• One-click to consent: The biggest deterrent to going paperless is a lengthy registration process on a company’s web-site. Show the customer you know who they are by displaying partial data on their account in the consent email, and keep their activity to a single click on a call to action button or link. Remember that each additional step will reduce that subscribe rate.
  • Design with consent in mind: Don’t over-complicate the email. The call to action should be the first thing that the customer sees when they scan the email body. Using too much text, too many links or other opportunities and too many paragraphs will take away from the only action that you want the customer to take, which is to go paperless. Where possible, use links in the pre-header or copy of the email body too.
  • Optimize the process for mobile: Mobile usage is rapidly increasing and this will not slow down any time soon. Many companies are seeing over 50% of their email bills and consent emails being viewed on a mobile device. Nothing will be a bigger deterrent than a lengthy registration process for customers who are trying to go paperless from their smartphones. The single call to action in a simple mobile optimized design caters to mobile users.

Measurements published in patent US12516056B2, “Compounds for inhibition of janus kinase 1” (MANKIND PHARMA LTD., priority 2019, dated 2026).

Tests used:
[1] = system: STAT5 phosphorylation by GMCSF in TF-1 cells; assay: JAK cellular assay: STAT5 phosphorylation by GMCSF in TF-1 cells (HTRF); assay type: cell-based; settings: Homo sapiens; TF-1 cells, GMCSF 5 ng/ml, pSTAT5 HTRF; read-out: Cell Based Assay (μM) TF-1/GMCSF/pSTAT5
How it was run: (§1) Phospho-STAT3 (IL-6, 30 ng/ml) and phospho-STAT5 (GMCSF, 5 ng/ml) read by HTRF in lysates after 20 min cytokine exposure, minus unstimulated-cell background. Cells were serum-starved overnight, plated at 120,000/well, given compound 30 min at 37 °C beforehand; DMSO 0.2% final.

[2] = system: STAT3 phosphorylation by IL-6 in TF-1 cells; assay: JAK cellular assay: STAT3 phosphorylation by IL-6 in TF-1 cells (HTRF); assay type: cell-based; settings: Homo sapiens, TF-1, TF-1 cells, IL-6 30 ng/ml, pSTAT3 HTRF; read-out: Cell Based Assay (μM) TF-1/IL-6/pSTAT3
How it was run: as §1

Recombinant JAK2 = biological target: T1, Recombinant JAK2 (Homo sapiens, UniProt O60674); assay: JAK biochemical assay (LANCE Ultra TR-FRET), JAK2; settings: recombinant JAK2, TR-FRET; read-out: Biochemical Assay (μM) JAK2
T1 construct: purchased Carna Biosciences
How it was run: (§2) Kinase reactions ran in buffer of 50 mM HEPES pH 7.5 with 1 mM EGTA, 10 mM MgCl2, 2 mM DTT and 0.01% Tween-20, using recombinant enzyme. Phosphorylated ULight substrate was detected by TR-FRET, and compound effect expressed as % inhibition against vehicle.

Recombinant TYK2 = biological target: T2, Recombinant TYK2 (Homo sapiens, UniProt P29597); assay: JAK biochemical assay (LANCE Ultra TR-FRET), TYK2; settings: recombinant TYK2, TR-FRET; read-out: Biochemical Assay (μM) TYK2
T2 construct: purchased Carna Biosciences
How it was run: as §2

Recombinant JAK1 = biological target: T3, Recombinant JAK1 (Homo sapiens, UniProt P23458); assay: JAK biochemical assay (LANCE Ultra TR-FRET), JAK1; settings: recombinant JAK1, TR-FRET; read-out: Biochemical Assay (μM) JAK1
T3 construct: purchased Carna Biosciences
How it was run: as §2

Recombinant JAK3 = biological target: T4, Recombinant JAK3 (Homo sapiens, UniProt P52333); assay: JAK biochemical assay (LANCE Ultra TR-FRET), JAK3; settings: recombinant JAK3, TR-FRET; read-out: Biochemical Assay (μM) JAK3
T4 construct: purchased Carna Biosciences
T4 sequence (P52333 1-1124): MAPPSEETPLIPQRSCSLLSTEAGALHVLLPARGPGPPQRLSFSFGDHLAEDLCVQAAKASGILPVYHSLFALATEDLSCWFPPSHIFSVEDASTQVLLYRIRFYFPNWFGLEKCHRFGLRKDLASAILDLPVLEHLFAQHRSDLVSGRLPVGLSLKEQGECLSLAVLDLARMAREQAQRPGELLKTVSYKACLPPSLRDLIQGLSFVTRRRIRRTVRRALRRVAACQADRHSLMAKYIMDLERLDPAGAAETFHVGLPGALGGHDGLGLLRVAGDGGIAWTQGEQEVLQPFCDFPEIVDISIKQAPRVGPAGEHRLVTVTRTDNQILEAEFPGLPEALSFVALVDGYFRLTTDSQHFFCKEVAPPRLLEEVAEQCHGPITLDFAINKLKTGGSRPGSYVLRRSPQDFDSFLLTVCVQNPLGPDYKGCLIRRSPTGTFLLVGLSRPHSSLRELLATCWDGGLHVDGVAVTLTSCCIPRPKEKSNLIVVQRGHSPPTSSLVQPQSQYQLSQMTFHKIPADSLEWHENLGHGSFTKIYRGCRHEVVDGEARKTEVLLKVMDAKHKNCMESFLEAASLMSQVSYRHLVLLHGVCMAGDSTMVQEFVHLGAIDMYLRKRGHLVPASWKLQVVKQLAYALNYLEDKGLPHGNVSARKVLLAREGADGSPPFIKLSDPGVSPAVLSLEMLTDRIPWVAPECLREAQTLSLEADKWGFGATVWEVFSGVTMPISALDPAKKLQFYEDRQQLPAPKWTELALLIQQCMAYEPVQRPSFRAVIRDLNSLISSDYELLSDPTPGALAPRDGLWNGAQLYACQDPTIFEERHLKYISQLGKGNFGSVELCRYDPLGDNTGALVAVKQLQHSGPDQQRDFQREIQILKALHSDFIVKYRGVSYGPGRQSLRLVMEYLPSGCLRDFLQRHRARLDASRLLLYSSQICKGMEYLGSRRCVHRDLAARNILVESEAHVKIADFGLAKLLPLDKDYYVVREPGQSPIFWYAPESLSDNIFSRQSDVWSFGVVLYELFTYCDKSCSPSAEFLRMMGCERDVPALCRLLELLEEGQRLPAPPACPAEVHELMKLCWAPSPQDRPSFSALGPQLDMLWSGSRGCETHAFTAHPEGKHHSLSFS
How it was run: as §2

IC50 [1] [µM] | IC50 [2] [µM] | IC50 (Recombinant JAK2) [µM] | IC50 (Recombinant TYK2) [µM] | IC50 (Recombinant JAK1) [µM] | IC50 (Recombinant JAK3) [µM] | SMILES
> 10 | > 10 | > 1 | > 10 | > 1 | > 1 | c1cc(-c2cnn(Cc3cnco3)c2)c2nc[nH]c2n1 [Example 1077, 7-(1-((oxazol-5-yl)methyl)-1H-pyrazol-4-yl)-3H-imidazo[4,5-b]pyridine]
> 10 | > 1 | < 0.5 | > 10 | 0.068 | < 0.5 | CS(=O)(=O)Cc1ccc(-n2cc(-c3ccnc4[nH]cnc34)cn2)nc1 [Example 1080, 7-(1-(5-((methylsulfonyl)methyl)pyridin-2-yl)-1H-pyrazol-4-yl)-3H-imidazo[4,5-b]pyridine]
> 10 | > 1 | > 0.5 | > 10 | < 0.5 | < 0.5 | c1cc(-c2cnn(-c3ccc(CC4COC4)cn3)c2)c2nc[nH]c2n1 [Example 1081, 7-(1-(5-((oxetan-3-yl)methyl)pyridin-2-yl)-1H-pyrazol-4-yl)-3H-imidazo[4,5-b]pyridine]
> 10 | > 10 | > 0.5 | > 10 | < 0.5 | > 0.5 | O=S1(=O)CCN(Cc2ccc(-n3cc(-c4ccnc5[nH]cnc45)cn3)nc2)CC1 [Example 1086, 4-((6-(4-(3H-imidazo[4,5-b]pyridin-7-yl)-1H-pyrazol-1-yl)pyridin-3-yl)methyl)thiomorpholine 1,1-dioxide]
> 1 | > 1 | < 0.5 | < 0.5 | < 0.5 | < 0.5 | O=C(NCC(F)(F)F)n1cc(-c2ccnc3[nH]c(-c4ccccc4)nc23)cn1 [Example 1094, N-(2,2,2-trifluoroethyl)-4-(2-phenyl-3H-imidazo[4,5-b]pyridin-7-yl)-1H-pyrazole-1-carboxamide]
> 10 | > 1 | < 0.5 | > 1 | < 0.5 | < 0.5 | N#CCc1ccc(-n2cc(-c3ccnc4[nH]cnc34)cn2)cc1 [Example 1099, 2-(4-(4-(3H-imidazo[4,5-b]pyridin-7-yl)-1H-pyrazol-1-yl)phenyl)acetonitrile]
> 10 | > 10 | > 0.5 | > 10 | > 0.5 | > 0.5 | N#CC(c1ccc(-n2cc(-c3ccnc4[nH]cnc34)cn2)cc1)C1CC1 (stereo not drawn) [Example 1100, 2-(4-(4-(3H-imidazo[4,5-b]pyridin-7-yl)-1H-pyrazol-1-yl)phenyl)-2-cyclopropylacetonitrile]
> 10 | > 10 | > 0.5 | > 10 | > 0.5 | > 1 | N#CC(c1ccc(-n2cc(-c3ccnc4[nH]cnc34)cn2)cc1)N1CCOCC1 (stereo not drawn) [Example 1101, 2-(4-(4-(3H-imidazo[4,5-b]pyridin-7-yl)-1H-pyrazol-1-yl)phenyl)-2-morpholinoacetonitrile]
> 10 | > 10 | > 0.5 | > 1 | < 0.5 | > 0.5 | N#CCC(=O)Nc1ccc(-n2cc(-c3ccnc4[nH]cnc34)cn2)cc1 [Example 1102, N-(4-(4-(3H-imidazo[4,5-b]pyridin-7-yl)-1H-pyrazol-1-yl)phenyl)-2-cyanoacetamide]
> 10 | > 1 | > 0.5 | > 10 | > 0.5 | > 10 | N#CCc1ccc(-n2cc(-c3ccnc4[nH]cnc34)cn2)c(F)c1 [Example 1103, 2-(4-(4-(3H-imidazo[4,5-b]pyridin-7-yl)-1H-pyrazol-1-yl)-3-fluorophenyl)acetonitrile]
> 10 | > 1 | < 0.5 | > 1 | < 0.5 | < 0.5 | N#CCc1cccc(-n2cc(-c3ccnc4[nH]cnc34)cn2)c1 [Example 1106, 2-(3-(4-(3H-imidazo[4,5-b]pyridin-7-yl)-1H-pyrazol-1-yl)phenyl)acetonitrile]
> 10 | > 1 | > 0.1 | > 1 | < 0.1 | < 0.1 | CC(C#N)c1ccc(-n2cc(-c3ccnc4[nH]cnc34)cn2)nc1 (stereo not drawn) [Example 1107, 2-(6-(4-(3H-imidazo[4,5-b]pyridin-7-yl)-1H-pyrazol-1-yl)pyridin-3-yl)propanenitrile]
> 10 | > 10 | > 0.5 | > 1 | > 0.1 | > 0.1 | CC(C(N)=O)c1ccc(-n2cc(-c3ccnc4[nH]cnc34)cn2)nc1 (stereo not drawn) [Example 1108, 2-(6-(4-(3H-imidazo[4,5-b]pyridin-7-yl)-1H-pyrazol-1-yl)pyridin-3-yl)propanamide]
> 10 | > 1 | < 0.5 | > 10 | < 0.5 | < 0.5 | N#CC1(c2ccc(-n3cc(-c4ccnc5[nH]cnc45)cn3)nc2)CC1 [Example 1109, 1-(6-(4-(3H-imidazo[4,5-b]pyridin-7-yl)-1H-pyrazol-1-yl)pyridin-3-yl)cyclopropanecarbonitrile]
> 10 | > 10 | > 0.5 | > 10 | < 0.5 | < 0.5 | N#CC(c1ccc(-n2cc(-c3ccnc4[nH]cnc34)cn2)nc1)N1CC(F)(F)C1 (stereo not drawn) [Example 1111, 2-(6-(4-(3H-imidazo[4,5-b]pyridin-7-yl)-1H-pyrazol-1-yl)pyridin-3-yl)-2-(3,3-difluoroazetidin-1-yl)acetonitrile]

• Develop a triggered email consent strategy: This is important to implement if you aren’t willing to leave potential paperless subscribers out (which you shouldn’t be!). A client recently implemented a triggered email consent process, and after just two additional emails sent to customers after the initial email the results are:

-        The first triggered message currently generates a 21% subscribe rate

-        The second triggered message currently generates a 19% subscribe rate

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Tagged in: Best Practices Billing

I love "what if" games, don't you?  Recently, in a group to which I belong, this question was posed:  What if the boss gave you $10,000 to improve your brand's email marketing ROI?

How would you spend it?  What would you do?

Well, for me that was a no-brainer.  But before I tell you how I would spend that $10k, and why, let's cover some basics.

First,  just to be sure that we are all on the same page, when we say "ROI", we are talking about a Return on Investment (stay with me here, I don't mean to insult your intelligence).

Second, let's assume that your brand is in business to make money.  There's nothing wrong with that.  Even the most altruistic of organizations need to make money, otherwise they would have to close their doors.

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Tagged in: ROI